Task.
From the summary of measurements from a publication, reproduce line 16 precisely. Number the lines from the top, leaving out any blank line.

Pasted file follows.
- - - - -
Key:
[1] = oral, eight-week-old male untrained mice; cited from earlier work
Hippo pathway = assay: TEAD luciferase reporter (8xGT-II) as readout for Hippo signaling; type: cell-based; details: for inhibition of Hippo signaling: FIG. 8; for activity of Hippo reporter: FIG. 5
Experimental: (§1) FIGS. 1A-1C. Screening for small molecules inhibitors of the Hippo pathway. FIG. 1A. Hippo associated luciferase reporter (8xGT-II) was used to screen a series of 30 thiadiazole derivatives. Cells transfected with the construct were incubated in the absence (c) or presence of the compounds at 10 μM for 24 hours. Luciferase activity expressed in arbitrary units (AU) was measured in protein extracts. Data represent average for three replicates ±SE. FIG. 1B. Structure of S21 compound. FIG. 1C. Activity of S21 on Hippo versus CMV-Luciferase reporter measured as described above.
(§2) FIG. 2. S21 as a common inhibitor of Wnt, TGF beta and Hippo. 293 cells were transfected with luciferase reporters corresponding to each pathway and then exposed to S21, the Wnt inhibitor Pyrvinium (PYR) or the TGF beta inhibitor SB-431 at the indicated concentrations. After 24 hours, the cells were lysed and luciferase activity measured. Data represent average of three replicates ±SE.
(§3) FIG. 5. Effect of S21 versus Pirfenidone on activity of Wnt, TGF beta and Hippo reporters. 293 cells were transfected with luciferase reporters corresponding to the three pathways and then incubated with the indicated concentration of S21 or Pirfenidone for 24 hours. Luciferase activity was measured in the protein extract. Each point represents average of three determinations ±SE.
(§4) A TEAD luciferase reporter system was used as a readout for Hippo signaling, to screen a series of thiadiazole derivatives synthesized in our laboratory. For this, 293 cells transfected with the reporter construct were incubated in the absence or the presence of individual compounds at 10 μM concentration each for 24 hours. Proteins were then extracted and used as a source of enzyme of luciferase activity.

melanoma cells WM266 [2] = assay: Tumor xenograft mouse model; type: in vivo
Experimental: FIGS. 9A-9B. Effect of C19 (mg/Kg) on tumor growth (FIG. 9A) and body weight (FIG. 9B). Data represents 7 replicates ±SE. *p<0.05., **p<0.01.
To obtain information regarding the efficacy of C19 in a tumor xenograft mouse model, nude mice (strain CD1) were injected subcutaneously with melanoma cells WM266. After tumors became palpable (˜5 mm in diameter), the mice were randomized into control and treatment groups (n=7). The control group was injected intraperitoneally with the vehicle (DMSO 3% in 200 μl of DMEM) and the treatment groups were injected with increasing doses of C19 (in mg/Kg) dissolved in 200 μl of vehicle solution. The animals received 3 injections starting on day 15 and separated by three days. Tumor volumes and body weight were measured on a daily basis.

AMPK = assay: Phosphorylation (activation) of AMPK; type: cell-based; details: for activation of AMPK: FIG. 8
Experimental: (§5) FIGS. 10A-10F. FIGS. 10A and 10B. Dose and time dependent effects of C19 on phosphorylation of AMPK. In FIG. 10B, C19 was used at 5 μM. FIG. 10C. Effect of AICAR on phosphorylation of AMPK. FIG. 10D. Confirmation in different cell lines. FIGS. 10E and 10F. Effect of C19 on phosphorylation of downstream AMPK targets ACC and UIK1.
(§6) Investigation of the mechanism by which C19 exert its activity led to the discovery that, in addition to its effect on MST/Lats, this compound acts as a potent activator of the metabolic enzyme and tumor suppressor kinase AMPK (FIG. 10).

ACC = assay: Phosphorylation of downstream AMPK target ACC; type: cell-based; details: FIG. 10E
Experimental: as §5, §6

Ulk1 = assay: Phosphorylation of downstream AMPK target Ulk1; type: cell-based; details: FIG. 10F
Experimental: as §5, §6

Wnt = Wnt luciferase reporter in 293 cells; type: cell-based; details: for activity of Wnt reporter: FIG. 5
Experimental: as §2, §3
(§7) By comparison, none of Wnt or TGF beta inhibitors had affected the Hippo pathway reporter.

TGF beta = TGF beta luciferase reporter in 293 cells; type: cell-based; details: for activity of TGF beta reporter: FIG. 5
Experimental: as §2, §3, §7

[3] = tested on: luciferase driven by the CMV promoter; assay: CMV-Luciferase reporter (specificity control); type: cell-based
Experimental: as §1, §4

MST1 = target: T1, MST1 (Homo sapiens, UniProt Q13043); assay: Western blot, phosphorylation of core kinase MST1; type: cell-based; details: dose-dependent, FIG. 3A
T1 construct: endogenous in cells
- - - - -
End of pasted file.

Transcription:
Ulk1 = assay: Phosphorylation of downstream AMPK target Ulk1; type: cell-based; details: FIG. 10F